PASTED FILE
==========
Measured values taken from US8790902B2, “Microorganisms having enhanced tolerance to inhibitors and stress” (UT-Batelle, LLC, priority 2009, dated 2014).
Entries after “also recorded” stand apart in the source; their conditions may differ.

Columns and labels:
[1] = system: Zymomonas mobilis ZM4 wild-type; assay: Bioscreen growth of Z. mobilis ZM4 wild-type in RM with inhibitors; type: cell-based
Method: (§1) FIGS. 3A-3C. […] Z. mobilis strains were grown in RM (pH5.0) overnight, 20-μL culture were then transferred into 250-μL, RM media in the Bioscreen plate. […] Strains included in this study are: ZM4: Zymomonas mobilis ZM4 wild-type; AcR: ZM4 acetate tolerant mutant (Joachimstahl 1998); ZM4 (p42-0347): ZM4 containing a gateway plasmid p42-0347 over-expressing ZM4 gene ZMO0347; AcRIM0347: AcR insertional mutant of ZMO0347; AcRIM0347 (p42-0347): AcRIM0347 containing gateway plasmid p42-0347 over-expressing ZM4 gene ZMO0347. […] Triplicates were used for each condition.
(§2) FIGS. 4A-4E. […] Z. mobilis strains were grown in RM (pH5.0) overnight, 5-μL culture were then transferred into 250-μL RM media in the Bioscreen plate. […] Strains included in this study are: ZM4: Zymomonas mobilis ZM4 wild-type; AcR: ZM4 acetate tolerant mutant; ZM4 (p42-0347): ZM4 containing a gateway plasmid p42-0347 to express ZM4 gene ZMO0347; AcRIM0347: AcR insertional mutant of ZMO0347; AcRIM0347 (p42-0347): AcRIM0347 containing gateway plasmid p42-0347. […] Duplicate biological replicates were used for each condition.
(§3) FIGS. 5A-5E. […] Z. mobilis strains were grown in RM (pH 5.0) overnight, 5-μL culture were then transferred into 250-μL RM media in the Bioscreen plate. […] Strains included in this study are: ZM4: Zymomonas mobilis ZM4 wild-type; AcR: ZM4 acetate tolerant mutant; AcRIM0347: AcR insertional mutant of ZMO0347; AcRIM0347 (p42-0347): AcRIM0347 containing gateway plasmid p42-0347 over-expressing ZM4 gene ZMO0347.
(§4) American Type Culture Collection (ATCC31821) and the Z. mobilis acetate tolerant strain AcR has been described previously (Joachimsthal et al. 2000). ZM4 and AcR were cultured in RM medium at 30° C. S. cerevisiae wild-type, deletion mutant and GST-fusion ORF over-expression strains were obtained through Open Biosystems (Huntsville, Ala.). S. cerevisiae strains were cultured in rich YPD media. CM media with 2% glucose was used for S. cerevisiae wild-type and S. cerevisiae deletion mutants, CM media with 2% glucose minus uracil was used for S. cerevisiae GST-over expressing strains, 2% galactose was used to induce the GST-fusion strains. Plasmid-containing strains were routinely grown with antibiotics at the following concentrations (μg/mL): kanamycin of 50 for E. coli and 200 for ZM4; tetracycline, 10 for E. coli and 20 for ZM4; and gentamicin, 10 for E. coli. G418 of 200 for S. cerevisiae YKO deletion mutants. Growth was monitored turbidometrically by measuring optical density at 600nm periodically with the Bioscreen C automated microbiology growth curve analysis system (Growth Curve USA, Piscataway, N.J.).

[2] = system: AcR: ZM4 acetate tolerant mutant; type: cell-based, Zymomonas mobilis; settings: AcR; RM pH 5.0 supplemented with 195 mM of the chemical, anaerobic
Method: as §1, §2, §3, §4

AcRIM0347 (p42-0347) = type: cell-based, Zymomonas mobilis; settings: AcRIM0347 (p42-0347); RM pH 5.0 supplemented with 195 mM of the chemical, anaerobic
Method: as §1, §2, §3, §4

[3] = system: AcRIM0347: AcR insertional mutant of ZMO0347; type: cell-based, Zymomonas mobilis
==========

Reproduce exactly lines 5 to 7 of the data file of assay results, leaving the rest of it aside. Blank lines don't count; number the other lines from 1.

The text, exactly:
Method: (§1) FIGS. 3A-3C. […] Z. mobilis strains were grown in RM (pH5.0) overnight, 20-μL culture were then transferred into 250-μL, RM media in the Bioscreen plate. […] Strains included in this study are: ZM4: Zymomonas mobilis ZM4 wild-type; AcR: ZM4 acetate tolerant mutant (Joachimstahl 1998); ZM4 (p42-0347): ZM4 containing a gateway plasmid p42-0347 over-expressing ZM4 gene ZMO0347; AcRIM0347: AcR insertional mutant of ZMO0347; AcRIM0347 (p42-0347): AcRIM0347 containing gateway plasmid p42-0347 over-expressing ZM4 gene ZMO0347. […] Triplicates were used for each condition.
(§2) FIGS. 4A-4E. […] Z. mobilis strains were grown in RM (pH5.0) overnight, 5-μL culture were then transferred into 250-μL RM media in the Bioscreen plate. […] Strains included in this study are: ZM4: Zymomonas mobilis ZM4 wild-type; AcR: ZM4 acetate tolerant mutant; ZM4 (p42-0347): ZM4 containing a gateway plasmid p42-0347 to express ZM4 gene ZMO0347; AcRIM0347: AcR insertional mutant of ZMO0347; AcRIM0347 (p42-0347): AcRIM0347 containing gateway plasmid p42-0347. […] Duplicate biological replicates were used for each condition.
(§3) FIGS. 5A-5E. […] Z. mobilis strains were grown in RM (pH 5.0) overnight, 5-μL culture were then transferred into 250-μL RM media in the Bioscreen plate. […] Strains included in this study are: ZM4: Zymomonas mobilis ZM4 wild-type; AcR: ZM4 acetate tolerant mutant; AcRIM0347: AcR insertional mutant of ZMO0347; AcRIM0347 (p42-0347): AcRIM0347 containing gateway plasmid p42-0347 over-expressing ZM4 gene ZMO0347.